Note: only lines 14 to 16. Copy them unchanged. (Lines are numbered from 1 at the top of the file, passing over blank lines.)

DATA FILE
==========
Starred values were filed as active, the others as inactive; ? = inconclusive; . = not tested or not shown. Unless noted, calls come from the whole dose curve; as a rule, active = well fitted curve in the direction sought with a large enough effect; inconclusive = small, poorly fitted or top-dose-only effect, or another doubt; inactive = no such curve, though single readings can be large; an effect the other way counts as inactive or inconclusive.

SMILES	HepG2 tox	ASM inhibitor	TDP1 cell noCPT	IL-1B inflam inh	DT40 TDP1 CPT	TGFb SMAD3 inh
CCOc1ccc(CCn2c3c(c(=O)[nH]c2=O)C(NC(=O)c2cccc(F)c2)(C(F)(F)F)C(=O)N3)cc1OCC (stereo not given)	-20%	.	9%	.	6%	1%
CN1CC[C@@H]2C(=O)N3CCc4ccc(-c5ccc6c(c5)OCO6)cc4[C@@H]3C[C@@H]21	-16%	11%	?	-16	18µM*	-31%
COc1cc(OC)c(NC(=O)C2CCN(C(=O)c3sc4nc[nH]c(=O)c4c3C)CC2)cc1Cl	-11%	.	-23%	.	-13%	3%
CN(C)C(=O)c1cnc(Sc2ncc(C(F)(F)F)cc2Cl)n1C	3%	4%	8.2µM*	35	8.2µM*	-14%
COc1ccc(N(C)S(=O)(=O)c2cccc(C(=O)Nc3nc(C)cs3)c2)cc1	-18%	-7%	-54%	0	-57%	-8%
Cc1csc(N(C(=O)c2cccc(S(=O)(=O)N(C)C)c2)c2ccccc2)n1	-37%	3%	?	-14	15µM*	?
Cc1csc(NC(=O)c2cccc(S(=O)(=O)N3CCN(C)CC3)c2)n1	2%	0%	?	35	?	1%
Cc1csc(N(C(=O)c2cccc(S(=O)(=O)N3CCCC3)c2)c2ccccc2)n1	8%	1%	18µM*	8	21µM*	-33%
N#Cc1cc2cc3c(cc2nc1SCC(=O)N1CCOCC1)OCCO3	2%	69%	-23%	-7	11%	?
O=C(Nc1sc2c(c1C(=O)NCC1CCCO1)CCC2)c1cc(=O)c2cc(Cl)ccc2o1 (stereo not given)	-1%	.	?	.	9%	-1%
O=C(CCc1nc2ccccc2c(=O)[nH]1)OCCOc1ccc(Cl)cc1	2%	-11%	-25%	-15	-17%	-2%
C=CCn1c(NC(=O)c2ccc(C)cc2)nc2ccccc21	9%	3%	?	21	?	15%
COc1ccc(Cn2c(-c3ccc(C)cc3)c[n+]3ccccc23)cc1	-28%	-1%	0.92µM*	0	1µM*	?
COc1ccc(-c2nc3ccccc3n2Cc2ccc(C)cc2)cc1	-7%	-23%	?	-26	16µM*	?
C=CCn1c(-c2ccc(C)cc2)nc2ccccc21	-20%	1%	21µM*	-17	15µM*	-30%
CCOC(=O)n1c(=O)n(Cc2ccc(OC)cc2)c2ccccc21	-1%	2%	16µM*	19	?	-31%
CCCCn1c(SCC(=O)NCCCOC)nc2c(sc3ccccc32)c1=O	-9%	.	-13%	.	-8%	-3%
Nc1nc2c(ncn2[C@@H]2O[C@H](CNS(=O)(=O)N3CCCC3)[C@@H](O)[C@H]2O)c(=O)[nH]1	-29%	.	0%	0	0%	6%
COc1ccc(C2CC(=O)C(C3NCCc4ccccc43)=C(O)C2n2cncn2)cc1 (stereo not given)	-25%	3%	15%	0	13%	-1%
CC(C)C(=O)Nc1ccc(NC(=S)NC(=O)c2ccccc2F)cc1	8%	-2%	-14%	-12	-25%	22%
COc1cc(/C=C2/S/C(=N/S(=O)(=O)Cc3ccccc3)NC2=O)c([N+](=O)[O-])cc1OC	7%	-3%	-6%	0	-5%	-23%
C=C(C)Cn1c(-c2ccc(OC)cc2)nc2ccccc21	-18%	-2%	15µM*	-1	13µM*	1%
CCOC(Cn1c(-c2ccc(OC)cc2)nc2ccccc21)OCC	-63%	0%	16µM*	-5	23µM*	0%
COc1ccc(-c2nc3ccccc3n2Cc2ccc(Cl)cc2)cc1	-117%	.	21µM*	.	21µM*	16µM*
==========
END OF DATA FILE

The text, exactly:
C=CCn1c(NC(=O)c2ccc(C)cc2)nc2ccccc21	9%	3%	?	21	?	15%
COc1ccc(Cn2c(-c3ccc(C)cc3)c[n+]3ccccc23)cc1	-28%	-1%	0.92µM*	0	1µM*	?
COc1ccc(-c2nc3ccccc3n2Cc2ccc(C)cc2)cc1	-7%	-23%	?	-26	16µM*	?